WNBA first half: The good, the bad

Chiney Ogwumike, the No. 1 overall pick in April's draft, is having a rookie-of-the-year-caliber season. And veteran Katie Douglas, who this year returned to the Connecticut franchise she played for from 2003 to 2007, is averaging 13.1 points and earned another All-Star nod.

Chicago: C

The season started with a lot of promise, even with star center Sylvia Fowles sidelined with injury and guard Epiphanny Prince taking some time off. Elena Delle Donne, building on her Rookie of the Year season in 2013, was clearly stronger and even more assertive her second season. Point guard Courtney Vandersloot seemed to have really figured things out in her fourth WNBA season.

But now, even though Fowles and Prince are back, Delle Donne is out with a recurrence of Lyme disease, and Vandersloot is out with a knee injury. These are tough holes for the Sky to try to fill.

Players like Jessica Breland, who earned an All-Star spot, and Allie Quigley are having their best WNBA seasons. Jamierra Falkner is proving to be a better-than-expected third-round draft pick. But the biggest unknown is when Delle Donne might return. Can the Sky hang on for a playoff spot if she doesn't?

Washington: C

The Mystics have seemed nearly lifeless a few times this year, only to roar back and be better than their opponents seem to expect. Washington doesn't have a big-time scorer. The Mystics have to depend on everyone doing her part on offense, and hope that the team defends well enough to compensate.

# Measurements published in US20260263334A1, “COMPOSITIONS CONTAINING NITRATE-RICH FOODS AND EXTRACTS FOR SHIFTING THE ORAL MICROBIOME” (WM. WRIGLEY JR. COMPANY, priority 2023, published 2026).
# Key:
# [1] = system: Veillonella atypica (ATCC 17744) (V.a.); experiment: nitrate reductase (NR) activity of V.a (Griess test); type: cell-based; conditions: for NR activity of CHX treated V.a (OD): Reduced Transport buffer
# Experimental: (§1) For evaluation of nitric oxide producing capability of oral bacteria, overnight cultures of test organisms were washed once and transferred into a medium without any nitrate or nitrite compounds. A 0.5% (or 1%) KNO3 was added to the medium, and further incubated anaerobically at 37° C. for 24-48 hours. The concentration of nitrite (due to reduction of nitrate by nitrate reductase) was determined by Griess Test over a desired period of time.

Guard Ivory Latta's numbers are down a bit from last year, but she's still leading the Mystics in scoring and is their on-court spark plug. Rookies Bria Hartley and Stefanie Dolson out of UConn are starting to get the hang of the pro game.

Veteran Monique Currie has her ups and downs as a scorer, but when she's on, she can still do damage. The player the Mystics would most like to see let loose and show her stuff is the 21-year-old center from Belgium, Emma Meesseman. She has taken a big jump from her rookie season, but she could be on her way to being one of the best players in the league if she develops more confidence.

New York: D

With two of the best players in the league in guard Cappie Pondexter and center Tina Charles, why are the Liberty in the East's cellar? Because coach Bill Laimbeer is still trying to find the right pieces of the puzzle to fit around the two superstars. That endeavor will continue into next year, even if the Liberty scramble to a playoff spot this season.

Spain's Anna Cruz, a WNBA rookie who has considerable pro experience overseas, has done a good job at point guard. And consistency from her will be crucial if the Liberty are to make a run at the postseason.

But there is no third "star" player beyond Charles and Pondexter. The Liberty, in their return this season to refurbished Madison Square Garden are a little like a theater troupe that has a show on Broadway without enough supporting talent to back the headliners. The Liberty go into the All-Star Game on a high, as Pondexter's last-second jumper beat Atlanta on Wednesday. But can New York carry that momentum into its remaining 13 games?

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